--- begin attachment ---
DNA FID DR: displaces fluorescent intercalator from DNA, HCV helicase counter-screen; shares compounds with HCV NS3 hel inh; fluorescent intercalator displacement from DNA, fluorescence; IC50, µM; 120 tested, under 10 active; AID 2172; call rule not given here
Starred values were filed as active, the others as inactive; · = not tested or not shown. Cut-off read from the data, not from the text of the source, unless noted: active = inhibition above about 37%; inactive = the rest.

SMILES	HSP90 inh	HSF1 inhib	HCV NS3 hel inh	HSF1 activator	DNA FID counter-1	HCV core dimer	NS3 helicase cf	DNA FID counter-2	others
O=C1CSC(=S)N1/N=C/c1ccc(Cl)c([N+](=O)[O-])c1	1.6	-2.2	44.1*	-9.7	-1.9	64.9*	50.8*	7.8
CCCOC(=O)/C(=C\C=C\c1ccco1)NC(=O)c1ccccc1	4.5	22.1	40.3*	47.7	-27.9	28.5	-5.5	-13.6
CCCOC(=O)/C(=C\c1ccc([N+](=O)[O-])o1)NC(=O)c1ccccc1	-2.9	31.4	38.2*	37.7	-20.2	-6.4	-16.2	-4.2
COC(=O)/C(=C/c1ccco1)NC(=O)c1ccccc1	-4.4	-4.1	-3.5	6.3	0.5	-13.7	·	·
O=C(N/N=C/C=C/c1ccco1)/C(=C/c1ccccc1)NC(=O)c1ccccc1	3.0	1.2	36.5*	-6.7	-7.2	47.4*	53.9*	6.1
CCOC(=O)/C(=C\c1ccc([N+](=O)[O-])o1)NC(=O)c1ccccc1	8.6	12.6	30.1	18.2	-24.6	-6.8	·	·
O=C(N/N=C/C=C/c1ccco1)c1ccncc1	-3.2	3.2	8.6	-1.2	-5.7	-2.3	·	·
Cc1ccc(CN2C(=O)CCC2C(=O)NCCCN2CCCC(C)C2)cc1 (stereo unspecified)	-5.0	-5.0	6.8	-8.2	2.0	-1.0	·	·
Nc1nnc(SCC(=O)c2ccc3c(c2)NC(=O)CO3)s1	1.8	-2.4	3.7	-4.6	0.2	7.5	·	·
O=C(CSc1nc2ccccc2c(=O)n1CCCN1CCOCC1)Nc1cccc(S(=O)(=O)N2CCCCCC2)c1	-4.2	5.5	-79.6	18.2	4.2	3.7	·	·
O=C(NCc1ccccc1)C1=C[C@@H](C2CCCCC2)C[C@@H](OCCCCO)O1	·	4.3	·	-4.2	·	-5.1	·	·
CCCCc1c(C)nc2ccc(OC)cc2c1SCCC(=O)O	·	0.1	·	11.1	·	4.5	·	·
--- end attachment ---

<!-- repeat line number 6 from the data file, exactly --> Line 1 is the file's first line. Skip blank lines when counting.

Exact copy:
CCCOC(=O)/C(=C\c1ccc([N+](=O)[O-])o1)NC(=O)c1ccccc1	-2.9	31.4	38.2*	37.7	-20.2	-6.4	-16.2	-4.2